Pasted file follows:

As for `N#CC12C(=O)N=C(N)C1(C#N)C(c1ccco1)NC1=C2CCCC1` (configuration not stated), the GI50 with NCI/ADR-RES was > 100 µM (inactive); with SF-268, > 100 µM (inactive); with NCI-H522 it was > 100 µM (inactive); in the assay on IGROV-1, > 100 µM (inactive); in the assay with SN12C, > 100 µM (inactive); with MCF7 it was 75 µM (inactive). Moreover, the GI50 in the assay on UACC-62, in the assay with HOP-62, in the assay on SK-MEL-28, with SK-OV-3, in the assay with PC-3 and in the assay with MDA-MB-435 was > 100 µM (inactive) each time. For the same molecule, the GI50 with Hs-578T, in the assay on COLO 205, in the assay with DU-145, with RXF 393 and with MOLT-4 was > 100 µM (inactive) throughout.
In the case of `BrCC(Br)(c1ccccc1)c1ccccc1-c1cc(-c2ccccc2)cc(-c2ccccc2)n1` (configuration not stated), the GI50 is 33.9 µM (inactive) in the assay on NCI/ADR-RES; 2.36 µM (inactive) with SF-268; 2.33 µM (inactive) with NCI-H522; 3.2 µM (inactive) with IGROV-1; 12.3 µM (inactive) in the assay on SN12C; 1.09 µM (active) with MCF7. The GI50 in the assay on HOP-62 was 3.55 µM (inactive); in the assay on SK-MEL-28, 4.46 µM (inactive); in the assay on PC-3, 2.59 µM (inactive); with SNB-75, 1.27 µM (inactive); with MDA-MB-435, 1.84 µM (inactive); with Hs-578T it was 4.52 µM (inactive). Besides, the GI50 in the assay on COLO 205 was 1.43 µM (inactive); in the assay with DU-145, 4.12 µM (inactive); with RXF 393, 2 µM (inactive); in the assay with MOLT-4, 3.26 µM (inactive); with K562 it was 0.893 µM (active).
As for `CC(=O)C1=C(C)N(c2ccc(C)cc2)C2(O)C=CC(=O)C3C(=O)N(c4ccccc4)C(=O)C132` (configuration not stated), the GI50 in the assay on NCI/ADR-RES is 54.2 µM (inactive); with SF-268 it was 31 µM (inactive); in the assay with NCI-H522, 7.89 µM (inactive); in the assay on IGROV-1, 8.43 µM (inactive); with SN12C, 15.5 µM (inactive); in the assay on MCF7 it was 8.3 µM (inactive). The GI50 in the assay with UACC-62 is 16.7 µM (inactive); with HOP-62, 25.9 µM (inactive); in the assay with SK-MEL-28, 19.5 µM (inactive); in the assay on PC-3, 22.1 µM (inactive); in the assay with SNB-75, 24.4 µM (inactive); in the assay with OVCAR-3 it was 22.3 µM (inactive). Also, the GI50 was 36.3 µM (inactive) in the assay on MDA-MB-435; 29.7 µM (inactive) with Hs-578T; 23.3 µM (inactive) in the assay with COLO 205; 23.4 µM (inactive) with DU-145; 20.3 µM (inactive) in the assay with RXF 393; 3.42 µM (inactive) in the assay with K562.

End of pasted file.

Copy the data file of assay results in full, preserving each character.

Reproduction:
As for `N#CC12C(=O)N=C(N)C1(C#N)C(c1ccco1)NC1=C2CCCC1` (configuration not stated), the GI50 with NCI/ADR-RES was > 100 µM (inactive); with SF-268, > 100 µM (inactive); with NCI-H522 it was > 100 µM (inactive); in the assay on IGROV-1, > 100 µM (inactive); in the assay with SN12C, > 100 µM (inactive); with MCF7 it was 75 µM (inactive). Moreover, the GI50 in the assay on UACC-62, in the assay with HOP-62, in the assay on SK-MEL-28, with SK-OV-3, in the assay with PC-3 and in the assay with MDA-MB-435 was > 100 µM (inactive) each time. For the same molecule, the GI50 with Hs-578T, in the assay on COLO 205, in the assay with DU-145, with RXF 393 and with MOLT-4 was > 100 µM (inactive) throughout.
In the case of `BrCC(Br)(c1ccccc1)c1ccccc1-c1cc(-c2ccccc2)cc(-c2ccccc2)n1` (configuration not stated), the GI50 is 33.9 µM (inactive) in the assay on NCI/ADR-RES; 2.36 µM (inactive) with SF-268; 2.33 µM (inactive) with NCI-H522; 3.2 µM (inactive) with IGROV-1; 12.3 µM (inactive) in the assay on SN12C; 1.09 µM (active) with MCF7. The GI50 in the assay on HOP-62 was 3.55 µM (inactive); in the assay on SK-MEL-28, 4.46 µM (inactive); in the assay on PC-3, 2.59 µM (inactive); with SNB-75, 1.27 µM (inactive); with MDA-MB-435, 1.84 µM (inactive); with Hs-578T it was 4.52 µM (inactive). Besides, the GI50 in the assay on COLO 205 was 1.43 µM (inactive); in the assay with DU-145, 4.12 µM (inactive); with RXF 393, 2 µM (inactive); in the assay with MOLT-4, 3.26 µM (inactive); with K562 it was 0.893 µM (active).
As for `CC(=O)C1=C(C)N(c2ccc(C)cc2)C2(O)C=CC(=O)C3C(=O)N(c4ccccc4)C(=O)C132` (configuration not stated), the GI50 in the assay on NCI/ADR-RES is 54.2 µM (inactive); with SF-268 it was 31 µM (inactive); in the assay with NCI-H522, 7.89 µM (inactive); in the assay on IGROV-1, 8.43 µM (inactive); with SN12C, 15.5 µM (inactive); in the assay on MCF7 it was 8.3 µM (inactive). The GI50 in the assay with UACC-62 is 16.7 µM (inactive); with HOP-62, 25.9 µM (inactive); in the assay with SK-MEL-28, 19.5 µM (inactive); in the assay on PC-3, 22.1 µM (inactive); in the assay with SNB-75, 24.4 µM (inactive); in the assay with OVCAR-3 it was 22.3 µM (inactive). Also, the GI50 was 36.3 µM (inactive) in the assay on MDA-MB-435; 29.7 µM (inactive) with Hs-578T; 23.3 µM (inactive) in the assay with COLO 205; 23.4 µM (inactive) with DU-145; 20.3 µM (inactive) in the assay with RXF 393; 3.42 µM (inactive) in the assay with K562.